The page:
SureWest sets an evolutionary path to EoC

SureWest data center

A SureWest data center.

SureWest (Nasdaq: SURW) has over the past decade has gained a reputation as an aggressive fiber advocate, building out Fiber to the Home for residential customers and fiber-based services for businesses in its ILEC and CLEC territories. That's part of what made it an attractive acquisition target, with Consolidated Communications swooping in this week to buy the provider even as rumors swirled that Google (Nasdaq: GOOG) had its eyes on the prize.

Given its aggressive fiber buildouts, SureWest admits that up to this point it has not seen a great need to drive Ethernet over Copper (EoC) yet. But the evolution of its product suite (voice, video and data) will incorporate copper in areas where it can't initially make a business case for fiber.

"We have not had a great need for EoC historically, but we are seeing as customers evolve into IP-based services where it's too expensive to deploy fiber we're deploying copper," said Jeff Willoughby, senior manager, strategic technologies for SureWest.

Complementing its growing base of fiber-based Ethernet services, the ILEC has traditionally delivered a mix of T1 and bonded T1 circuits in its ILEC and CLEC territories over its own existing copper and facilities it rents from area incumbent AT&T (NYSE: T).

And while the T1 access mechanism for businesses has worked well, Paul Krueger, executive director, business sales at SureWest, said it is looking more carefully at using EoC as the next step in providing higher speed copper-based services to businesses.  

"We have not had a need where we're driving 6, 8, 10 Mbps over four copper pairs, but that's going to change," he said. "Because do have a Type II market both here in Sacramento and in Kansas City, and with the cost of T1s and the limitation we are now taking a harder look at going forward and colocating in some of those COs where we have a large abundance of leased lines and changing our model," he said.

As an evolutionary process, the T1 access strategy has helped SureWest establish an initial copper-based service presence.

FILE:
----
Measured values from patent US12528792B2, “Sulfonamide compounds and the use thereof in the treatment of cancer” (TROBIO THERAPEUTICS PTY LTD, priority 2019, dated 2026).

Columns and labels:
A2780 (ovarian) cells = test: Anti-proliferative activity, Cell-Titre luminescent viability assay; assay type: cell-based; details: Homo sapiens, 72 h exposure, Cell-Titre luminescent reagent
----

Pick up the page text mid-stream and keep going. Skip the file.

"Physically colocating in a CO is a big move, so when we could (implement a) go-to-market strategy with a T1 by leasing a DS3 into a wiring center and buying UNEs or a T1 loop from there, it helps you get into the market," Krueger said. "Now, let's say you have hundreds of T1s in one wire center, it might make sense to spend the money, get yourself established, buy the conditioned pairs at a cheaper rate and drive more bandwidth over the same facility."

Given the cost of colocating in a CO, Krueger added that "it's not something you do lightly" and that its well-established fiber network in California allowed SureWest to win several large and mid-sized business opportunities.

Its Type II product suite grew in recent years, making it more economical to purchase conditioned pairs and getting the interconnection agreement to deliver higher speed EoC services.

In addition to lower cost, the other benefit of putting EoC over conditioned copper pairs would enable it to deliver 10 Mbps. Having higher speed copper-based services also enables it to more effectively compete against cable operators like Comcast (Nasdaq: CMCSA) with a symmetrical service.

"There's also a base competitive element in it as well," Willoughby said. "A symmetrical 10 or 20 Mbps product is more compelling to a customer who needs it versus an asymmetric product, which is how we deliver much of our copper-fed Internet products in our ILEC territory, at least today."

SureWest sets an evolutionary path to EoC
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